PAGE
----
Parklife: Victorian Bands and their Role in Parks: A historical response to the Heritage Lottery Fund closing its Parks for People funding programme
Dr Stephen Etheridge, GLCM, MA, PhD
My attention was drawn to an open letter in the Guardian, ‘In austerity Britain, people need parks’. The authors write in their opening paragraph that:
The quietly announced news that the Heritage Lottery Fund is closing its Parks for People funding programme comes as a shock. It should be a matter of huge concern, not only to the 90% of families with children who visit their local park at least once a month, but to all who care about the wellbeing of our towns and cities. Since it was set up in 1996, the programme has transformed hundreds of urban parks from no-go areas to thriving community assets, paying not just for repairs to bandstands, lakes, paths, gates and other features but also for new cafes, toilets, play areas and funding for new staff.
This is my response to this disappointing news. It is a great loss, not least for many community brass bands that enjoy playing in the parks in the summer, often in refurbished bandstands. Indeed, brass bands have been a part of life in public parks since their inception. Many bands that play in parks now have a history of park performances that go back to the beginnings of the brass band movement. To lose them from ‘the green lungs of the city’ would be a denial of our shared Victorian heritage, and a further eroding of the work done to bring parks back to their former glory and civic use.
Victorian Funding and Contemporary Funding
Contemporary bands are living musical history. They are a direct link to the civic identity of Victorian public parks. Indeed, many of the Victorian values, such as donations to charity, are still practiced by modern bands.
The rhetoric of the Parks for People Programme mined ideas of Victorian philanthropy in their funding guidelines. They wrote:
Local residents will have a better quality of life and overall the area will be more attractive. As a result of improving the appearance of heritage sites or of the opportunities you have provided for local people to visit, use, get involved with, and enjoy heritage, residents will report that they feel greater pride in the local area and/or have a stronger sense of belonging.
Community is difficult to define. Joanna Bourke has argued elsewhere that the term itself has 94 different definitions, and is mostly viewed through rose-tinted spectacles, ignoring the rougher elements of community life. Yet, in-spite of interpretive problems, the notion of community is important in funding. The point is that even though Victorian funding came from a different source the overall values were similar to the values found in contemporary funding sources.
The Victorian Example of Bury’s Recreation Grounds
Summer was when brass bands gained most public exposure. From May to the end of September local bands played in the public parks. They played an eclectic mix of summer events: balls, flower shows, Grammar School and police sports days and charity events. Park concerts were the most regulated.
The Public Park Movement started in the 1830s, developing from a desire to improve the health of the Victorian towns and cities’ populations. Parks became symbols of civic pride, providing locals with fresh air and attractive surroundings. Parks were places to encourage rational recreation and attractions included music, sports facilities and horticultural displays. Often the park was linked with a museum or art gallery. Parks, together with the town hall, library, museum and art gallery, articulated a particular sense of identity and civic pride. They were important places for the bands to play, resulting in a top down control from the Town Clerk’s Office.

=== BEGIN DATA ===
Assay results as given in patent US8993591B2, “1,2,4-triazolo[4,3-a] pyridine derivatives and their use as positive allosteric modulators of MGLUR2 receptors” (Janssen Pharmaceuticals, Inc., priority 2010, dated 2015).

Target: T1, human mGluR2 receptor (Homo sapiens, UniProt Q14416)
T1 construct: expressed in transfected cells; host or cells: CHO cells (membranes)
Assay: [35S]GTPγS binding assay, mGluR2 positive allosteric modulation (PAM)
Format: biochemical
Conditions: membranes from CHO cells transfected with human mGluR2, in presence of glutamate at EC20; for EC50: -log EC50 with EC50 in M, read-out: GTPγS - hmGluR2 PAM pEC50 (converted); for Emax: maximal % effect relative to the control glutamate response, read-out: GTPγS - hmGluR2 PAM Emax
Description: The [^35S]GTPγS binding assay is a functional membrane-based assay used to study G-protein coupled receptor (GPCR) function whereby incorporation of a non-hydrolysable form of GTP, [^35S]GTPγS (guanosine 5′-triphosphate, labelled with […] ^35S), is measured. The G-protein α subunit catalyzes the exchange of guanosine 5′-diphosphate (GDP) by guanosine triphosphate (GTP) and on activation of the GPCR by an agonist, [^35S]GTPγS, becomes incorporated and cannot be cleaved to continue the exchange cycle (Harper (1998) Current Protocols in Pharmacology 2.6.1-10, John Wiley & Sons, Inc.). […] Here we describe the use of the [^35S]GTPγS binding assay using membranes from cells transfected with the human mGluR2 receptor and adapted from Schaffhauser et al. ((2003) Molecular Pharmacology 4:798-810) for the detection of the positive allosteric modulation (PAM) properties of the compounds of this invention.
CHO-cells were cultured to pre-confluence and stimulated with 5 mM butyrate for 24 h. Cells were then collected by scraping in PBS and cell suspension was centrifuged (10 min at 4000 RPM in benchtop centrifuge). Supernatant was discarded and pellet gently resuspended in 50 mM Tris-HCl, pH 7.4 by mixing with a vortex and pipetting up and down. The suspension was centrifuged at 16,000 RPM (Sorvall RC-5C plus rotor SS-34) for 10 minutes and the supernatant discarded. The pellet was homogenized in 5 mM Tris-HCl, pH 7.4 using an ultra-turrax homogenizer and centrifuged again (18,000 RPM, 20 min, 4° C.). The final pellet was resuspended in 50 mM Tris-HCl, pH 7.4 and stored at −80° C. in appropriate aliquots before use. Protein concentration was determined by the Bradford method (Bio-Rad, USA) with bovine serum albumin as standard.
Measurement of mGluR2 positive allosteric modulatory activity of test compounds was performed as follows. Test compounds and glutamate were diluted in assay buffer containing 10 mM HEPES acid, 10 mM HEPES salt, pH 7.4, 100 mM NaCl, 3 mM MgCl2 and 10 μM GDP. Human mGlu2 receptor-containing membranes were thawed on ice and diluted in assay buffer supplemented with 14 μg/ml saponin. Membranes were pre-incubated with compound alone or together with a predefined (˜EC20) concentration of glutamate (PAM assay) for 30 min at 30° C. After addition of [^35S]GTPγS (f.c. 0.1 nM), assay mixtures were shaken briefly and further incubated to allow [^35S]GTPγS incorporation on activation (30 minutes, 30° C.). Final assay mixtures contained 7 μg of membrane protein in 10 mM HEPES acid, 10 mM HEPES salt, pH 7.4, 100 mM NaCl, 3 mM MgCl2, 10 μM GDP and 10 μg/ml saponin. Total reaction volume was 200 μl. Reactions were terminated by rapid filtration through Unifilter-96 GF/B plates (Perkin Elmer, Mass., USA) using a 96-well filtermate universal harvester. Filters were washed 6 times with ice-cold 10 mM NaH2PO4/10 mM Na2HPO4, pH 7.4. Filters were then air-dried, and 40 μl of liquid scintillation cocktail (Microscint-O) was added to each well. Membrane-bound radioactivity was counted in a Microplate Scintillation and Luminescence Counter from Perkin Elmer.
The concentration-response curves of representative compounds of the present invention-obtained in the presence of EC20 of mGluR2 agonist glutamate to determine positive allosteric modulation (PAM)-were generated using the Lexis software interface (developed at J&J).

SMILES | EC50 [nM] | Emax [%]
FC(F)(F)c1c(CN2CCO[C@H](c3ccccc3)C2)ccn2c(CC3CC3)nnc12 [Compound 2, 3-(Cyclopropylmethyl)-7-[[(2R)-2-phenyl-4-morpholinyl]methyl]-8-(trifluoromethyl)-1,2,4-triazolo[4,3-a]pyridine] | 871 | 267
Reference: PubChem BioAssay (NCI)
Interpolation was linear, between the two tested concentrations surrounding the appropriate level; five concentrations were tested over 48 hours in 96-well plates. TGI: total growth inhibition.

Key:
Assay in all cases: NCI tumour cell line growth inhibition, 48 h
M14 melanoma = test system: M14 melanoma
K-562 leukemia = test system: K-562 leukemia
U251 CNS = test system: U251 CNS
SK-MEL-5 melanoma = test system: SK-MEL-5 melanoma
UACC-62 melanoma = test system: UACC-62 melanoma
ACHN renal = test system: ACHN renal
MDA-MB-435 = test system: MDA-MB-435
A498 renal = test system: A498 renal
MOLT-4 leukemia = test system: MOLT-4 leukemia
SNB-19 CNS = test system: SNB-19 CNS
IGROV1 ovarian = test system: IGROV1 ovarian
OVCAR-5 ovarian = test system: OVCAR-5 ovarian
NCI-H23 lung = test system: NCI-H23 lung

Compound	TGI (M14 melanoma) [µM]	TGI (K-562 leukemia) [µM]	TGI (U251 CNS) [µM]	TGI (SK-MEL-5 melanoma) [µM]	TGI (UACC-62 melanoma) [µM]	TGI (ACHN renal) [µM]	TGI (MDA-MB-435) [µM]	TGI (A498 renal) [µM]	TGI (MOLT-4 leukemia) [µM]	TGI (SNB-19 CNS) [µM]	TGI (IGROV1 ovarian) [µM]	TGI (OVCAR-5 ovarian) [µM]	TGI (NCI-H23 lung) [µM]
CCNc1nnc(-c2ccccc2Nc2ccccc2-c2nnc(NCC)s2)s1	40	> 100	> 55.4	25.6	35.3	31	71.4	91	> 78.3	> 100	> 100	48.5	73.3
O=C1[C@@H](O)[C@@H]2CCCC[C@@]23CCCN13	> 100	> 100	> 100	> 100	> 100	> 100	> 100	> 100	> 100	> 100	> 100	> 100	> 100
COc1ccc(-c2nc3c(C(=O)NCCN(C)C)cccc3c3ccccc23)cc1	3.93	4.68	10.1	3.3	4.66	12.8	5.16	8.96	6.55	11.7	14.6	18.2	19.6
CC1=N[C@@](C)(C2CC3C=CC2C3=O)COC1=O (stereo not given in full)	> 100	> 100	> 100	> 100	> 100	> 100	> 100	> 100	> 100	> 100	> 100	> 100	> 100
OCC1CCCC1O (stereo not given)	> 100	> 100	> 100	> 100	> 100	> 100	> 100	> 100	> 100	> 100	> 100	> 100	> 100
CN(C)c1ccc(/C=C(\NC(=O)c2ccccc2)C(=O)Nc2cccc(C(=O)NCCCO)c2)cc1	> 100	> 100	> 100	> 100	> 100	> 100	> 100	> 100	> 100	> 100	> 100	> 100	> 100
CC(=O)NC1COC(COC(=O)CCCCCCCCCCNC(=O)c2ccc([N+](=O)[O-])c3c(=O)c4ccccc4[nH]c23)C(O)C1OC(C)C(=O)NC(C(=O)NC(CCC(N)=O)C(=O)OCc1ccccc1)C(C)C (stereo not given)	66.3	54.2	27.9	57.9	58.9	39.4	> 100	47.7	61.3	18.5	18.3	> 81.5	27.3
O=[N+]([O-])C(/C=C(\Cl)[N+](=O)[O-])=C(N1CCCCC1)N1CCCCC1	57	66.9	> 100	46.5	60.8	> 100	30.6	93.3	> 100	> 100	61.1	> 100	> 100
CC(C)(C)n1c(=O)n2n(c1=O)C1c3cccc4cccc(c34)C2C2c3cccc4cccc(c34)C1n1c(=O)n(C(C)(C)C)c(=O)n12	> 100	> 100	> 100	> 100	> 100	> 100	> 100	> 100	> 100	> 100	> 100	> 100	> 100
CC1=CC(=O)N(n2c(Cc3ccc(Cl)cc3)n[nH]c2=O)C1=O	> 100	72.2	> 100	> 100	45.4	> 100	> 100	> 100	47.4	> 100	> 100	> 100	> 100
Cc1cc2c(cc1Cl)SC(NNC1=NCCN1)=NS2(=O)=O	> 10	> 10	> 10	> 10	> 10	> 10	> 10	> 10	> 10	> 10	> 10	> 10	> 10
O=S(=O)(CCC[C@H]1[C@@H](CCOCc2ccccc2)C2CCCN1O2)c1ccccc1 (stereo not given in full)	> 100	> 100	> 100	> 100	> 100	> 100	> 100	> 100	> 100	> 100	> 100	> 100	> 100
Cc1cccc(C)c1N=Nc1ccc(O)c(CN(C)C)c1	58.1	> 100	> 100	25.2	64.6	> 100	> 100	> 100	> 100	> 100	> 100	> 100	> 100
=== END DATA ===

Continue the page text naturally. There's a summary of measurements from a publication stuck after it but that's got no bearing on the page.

Bury, for example, had three ‘recreation grounds’, and Mr J. Haslam, the Town Clerk, held control over which bands played in them. Two of the most important things to Haslam and his committee were what programme the bands played and where the money made from the performances went. Park Concert programmes had a formal structure; the bands would play two programmes, one from 3 pm to 5 pm, and another from 7 pm until dusk. The programmes usually had the same order. They started with a March then followed with an Overture. The overtures were usually Italian opera, including the ubiquitous William Tell, but Beethoven’s Egmont and Mozart’s Don Giovanni were also popular. There was then a number of waltz tunes. These were followed by lengthier arrangements of selections of the Master’s works, usually arranged for brass band by Edwin Swift, John Gladney or Alexander Owen, again Beethoven, Mozart, Wagner and Weber were popular. After these there would be a cornet or euphonium solo. Cornet polkas and Theme and Variations arrangements for euphonium were common. These pieces were followed by a selection of ‘show’ music – Gilbert and Sullivan gaining ascendancy from 1903, and ending with another March. Standardisation was important to the Town Clerk’s office but it also gave the bands commonality of performance in a public arena.
In April 1899, J. Hulton, the Secretary of Bury and District Bands Organisation, wrote to the Town Clerk about Sunday concerts writing, ’on behalf of the Bury and District Band Organisation, I have been instructed to apply to you in respect to giving Sunday Concerts at the Recreation Grounds Bury, in aid of the Infirmary.’ The bands in this organisation were linking themselves with charitable work and hence respectability together with ensuring that health care in the area was supported. The joint fund-raising power of the bands meant that groups of working-class bandsmen came together to form their own philanthropic gesture. Through these bands’ financial contributions, larger community concerns could be supported by working-class people as well as wealthier philanthropists.